This subject comes up often in forum discussions and the way I do things and my thought processes is seemingly rather different from most other sellers. I include the shipping costs in the displayed prices of my jewellery pieces for sale. And this is why.
Be it out of laziness, or I’d prefer to think, ease of working, I use a very simplified method that I feel sure works well for me – I’ve done it this way for many years of on-line selling and am happy to continue with it. I’m not talking here about pricing formulas for individual items based on materials and time, that is well covered on-line already, but rather the methodology and thinking of what to include and where in the calculations – this is very much my personal approach. For the scope of this blog, I am only concerning myself with retail sales direct to customers – wholesale pricing is a whole different can of worms.
Many sellers are hobbyists and aren’t as concerned with covering every business expenditure, but some of us rely on the income as an important part, if not all, of our earnings. In my case, making and selling jewellery is one of the things I do professionally to put food on the table. My discussion is therefore on the assumption of a more business-footing approach of this nature.
I sell jewellery in several real world and on-line venues and each one has its own inherent costs. Over time and with experience, I feel fairly confident in saying that no matter where I sell a piece, it costs me a sum of money just to complete that transaction – to even put myself in a position where someone might buy it has cost implications. The process of making the work available and hopefully completing a transaction – in any venue – therefore costs money – in some cases it will even be more than the raw materials used for the piece.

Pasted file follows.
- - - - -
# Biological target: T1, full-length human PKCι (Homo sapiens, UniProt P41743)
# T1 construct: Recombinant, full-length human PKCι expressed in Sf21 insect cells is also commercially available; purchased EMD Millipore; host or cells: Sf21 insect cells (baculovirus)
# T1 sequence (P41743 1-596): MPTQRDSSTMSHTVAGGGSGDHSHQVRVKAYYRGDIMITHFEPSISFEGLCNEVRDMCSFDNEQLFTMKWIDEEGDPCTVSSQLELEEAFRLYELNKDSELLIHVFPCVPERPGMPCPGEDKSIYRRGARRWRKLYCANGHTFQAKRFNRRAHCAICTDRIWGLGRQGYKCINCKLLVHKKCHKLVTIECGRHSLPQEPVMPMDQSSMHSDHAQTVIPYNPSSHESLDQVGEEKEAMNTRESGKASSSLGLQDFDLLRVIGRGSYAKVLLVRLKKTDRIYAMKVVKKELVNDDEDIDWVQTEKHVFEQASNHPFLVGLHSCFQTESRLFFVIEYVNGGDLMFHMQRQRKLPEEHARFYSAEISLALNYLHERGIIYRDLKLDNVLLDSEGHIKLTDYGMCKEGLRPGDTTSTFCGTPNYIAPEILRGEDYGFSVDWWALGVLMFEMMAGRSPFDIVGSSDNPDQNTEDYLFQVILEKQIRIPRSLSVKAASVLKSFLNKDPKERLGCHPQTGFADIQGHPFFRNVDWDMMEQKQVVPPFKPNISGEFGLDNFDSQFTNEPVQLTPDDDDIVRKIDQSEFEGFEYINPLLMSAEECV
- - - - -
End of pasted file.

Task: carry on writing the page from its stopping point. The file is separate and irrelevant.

For me, it is important to consider the direct costs of actually selling the piece alongside the actual materials used to make it – I suspect that not as many sellers as should, actually do this. The less obvious costs of presentation materials and packaging can seriously mount up if you want to make your sold items look good and arrive safely and it’s just as important that these costs are accounted for as the direct materials in the jewellery.
As an exercise some time ago I did actually work through the individual costs of selling in different venues, accounting for every sheet of tissue paper, adhesive tape, labels, business cards and transaction fees – along with an average, per item sold, amount I’d paid over a period of time for postage (my average orders are for 2-3 items). I wrote a list of the direct materials used and other direct costs for selling a particular example piece in different venues – from personal callers to on-line venues like Etsy.